Figure 4. Relative transcript levels of genes encoding components of photosystem I and photosystem II after a 1-h exposure to high light compared to standard conditions. The transcript level of genes encoding components of PS II (light gray) and PS I genes (dark gray) are displayed as the ratio of the relative transcript abundances for high-light-treated cells compared to the mean of three samples for standard conditions. A value of 1 represents an equal mRNA level under both conditions; values greater than 1 indicate an increase in relative transcript abundance; and values lower than 1 represent a decrease in relative transcript abundance after a 1-h exposure to high light.
Among the components of the photosynthetic electron transport chain, the petH gene, encoding ferredoxin:NADP+ oxidoreductase, showed approximately two-fold higher transcript levels in cells exposed to high light (Table 3). Transcript levels for genes for other components of electron transfer, such as the cytochrome b6f complex and cytochrome c6 also increased up to two-fold. The situation for petF, encoding the ferredoxin electron acceptor for PS I, was more complex, because several genes are annotated as ferredoxins. Some of these genes showed elevated transcript levels at high light (four-fold at maximum), whereas transcript levels for others remained constant. There was an overall decrease in transcript levels for phycocyanin and phycocyanin-associated linker proteins (2- to 10-fold; Figures 3A and 5), whereas the transcript level of allophycocyanin-associated genes decreased to a lesser extent (maximally approximately two-fold reduction; Figure 5). Transcripts for genes encoding the enzymes of heme and chlorophyll biosynthesis generally did not change very much after a 1-h exposure to high light with one major exception. Transcripts for chlB, chlL, and chlN genes, encoding the light-independent (dark-active) protochlorophyllide reductase, decreased ∼6- to 12-fold upon high-light treatment.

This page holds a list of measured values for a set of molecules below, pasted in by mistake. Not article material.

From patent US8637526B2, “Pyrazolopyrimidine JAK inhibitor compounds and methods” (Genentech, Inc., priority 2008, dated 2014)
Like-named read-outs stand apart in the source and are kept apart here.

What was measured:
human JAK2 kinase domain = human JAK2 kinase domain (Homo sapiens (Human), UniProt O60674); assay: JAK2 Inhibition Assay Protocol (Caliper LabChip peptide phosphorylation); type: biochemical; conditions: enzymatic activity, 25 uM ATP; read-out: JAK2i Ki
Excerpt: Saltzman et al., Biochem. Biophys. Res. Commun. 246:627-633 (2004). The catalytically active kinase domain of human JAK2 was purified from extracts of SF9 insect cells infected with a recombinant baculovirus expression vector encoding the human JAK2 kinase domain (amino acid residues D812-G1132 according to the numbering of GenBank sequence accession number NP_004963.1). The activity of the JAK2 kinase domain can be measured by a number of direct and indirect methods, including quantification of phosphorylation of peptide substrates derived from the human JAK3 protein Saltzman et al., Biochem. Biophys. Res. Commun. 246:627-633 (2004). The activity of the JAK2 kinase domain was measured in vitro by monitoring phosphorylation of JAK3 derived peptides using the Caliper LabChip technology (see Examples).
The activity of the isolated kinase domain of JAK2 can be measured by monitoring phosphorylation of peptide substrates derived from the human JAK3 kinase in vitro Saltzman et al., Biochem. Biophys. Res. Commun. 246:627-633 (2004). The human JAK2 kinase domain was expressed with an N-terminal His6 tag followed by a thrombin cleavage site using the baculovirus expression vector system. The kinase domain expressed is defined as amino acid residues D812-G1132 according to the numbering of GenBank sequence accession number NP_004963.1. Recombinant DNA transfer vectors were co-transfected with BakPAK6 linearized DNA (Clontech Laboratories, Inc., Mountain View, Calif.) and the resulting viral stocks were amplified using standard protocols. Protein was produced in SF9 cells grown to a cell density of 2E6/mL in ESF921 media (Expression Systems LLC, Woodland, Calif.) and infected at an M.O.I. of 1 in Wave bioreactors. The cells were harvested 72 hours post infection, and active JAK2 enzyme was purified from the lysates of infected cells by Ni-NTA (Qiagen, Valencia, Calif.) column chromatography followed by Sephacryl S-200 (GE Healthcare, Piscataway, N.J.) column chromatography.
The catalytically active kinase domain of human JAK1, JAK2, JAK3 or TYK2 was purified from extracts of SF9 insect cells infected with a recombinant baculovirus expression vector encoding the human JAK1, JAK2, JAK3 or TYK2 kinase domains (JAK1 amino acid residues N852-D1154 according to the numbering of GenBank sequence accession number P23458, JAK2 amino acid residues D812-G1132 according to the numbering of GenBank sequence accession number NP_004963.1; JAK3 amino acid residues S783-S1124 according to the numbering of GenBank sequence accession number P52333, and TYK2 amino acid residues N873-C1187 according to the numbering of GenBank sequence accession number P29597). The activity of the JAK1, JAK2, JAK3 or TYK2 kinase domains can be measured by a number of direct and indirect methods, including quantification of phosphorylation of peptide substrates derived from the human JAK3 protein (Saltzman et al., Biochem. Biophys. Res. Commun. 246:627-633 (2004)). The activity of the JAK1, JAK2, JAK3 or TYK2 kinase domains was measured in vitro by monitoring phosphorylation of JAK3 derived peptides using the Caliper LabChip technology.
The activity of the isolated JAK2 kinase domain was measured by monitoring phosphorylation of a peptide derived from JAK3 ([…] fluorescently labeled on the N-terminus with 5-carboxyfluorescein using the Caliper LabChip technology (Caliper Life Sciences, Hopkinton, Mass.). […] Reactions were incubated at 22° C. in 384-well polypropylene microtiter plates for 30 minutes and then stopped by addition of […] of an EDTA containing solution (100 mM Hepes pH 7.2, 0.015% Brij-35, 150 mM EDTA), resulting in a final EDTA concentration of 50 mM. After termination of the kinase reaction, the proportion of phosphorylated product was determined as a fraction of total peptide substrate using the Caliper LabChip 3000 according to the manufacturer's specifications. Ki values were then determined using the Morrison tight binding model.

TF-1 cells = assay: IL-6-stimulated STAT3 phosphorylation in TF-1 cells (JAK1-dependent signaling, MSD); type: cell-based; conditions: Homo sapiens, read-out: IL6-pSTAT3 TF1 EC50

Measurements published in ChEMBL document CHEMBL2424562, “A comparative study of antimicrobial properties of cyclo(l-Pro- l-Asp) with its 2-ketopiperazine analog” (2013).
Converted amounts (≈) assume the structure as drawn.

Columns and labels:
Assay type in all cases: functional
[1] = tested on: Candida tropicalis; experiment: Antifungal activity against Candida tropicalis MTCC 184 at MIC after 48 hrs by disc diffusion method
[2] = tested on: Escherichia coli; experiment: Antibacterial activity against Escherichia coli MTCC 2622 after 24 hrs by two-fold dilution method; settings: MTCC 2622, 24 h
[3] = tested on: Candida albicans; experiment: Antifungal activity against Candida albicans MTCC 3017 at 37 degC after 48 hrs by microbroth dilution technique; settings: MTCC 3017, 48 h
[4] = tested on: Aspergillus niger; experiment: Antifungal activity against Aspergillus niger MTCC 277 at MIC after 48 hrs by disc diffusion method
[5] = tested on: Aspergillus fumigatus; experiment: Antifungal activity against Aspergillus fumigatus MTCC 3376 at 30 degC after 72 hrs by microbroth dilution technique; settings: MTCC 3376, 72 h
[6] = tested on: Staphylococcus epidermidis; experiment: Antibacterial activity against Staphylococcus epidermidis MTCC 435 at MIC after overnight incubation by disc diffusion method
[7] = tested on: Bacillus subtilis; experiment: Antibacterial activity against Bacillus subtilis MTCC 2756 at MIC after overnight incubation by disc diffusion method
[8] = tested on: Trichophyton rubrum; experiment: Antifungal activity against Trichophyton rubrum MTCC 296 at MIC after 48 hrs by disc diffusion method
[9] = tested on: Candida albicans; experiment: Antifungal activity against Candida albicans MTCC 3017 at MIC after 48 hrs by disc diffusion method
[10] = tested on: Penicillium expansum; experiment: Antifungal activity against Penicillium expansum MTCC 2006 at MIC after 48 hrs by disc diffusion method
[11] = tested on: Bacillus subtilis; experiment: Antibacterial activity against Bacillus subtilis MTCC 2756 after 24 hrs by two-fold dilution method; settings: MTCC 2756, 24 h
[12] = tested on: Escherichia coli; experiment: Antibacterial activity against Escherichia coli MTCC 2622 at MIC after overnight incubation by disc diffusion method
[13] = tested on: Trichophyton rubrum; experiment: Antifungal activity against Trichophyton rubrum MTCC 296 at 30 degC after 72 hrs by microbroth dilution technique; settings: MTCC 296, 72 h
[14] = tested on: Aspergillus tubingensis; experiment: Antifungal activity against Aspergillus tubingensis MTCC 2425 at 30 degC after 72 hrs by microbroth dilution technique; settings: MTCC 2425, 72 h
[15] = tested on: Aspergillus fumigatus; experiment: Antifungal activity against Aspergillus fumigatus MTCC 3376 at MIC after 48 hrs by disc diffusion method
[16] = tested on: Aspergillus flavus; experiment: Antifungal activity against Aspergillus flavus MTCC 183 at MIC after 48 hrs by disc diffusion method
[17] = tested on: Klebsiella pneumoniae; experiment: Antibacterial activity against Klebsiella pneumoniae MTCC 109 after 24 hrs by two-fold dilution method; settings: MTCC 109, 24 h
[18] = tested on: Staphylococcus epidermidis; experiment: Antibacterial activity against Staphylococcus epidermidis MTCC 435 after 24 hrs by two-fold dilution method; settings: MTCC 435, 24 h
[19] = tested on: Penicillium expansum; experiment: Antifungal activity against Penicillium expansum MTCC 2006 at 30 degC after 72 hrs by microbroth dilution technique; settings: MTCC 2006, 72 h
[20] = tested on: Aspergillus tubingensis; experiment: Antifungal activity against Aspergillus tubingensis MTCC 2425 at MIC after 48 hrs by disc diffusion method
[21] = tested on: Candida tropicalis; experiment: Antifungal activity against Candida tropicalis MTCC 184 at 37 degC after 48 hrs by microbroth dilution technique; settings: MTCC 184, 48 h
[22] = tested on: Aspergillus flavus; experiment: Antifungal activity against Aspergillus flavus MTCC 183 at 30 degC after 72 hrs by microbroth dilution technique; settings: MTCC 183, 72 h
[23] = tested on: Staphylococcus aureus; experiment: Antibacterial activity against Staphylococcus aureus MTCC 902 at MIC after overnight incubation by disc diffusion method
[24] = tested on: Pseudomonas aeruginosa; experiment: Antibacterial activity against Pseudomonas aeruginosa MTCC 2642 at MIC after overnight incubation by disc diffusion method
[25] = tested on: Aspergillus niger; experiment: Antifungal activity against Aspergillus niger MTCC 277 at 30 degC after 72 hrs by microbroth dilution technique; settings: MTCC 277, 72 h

Figure 5. Changes in transcript levels of genes encoding phycobiliproteins, linker polypeptides, and enzymes specifically involved in their biogenesis/maturation. The transcript levels for genes encoding phycobiliproteins, linker polypeptides, and enzymes involved in phycobiliprotein biogenesis/maturation are displayed as the ratio of the relative transcript abundances for cells exposed to high light for 1 h (light gray) or incubated under dark oxic conditions for 1 h (dark gray) compared to the mean of abundances for three standard conditions samples.
The genes encoding the F0F1-type ATP synthase showed higher transcript levels (up to four-fold) after high-light treatment than cells grown under standard conditions. This observation suggested that the higher level of electron transport and proton motive force produced under these conditions is probably used to enhance ATP synthesis. Finally, there are two gene clusters, ctaI and ctaII, that encode cytochrome oxidases in Synechococcus 7002 (Nomura et al., 2006a). Transcript levels for the ctaI genes were considerably higher compared to those for the ctaII genes (4- to 20-fold higher under standard conditions); this finding agrees with previous results showing that cytochrome oxidase I is the major terminal oxidase and is responsible for most oxygen uptake in the dark (Nomura et al., 2006b). Furthermore, the cytochrome oxidases are required to maintain cellular redox balance in the light. Previous studies had suggested that cytochrome oxidase II might play a role as a signal transducer to measure redox balance and trigger an oxidative stress response (Nomura et al., 2006b). Transcript levels for the ctaI genes decreased slightly (approximately two-fold) after high-light treatment, whereas the transcript levels for the ctaII genes were essentially unchanged (Table 3).
Flavoproteins related to SYNPCC7002_A1321 and SYNPCC7002_A1743 have previously been reported to act as oxygen photoreductases in Synechocystis sp. PCC 6803 (Helman et al., 2003; Hackenberg et al., 2009). Interestingly, high-light treatment did not increase the transcript levels for these two genes, and in fact, transcript levels for SYNPCC7002_A1743 might have decreased slightly (∼1.5-fold). This observation suggested that these flavoproteins might have functions in addition to their roles in the dissipation of excess electrons via the Mehler reaction.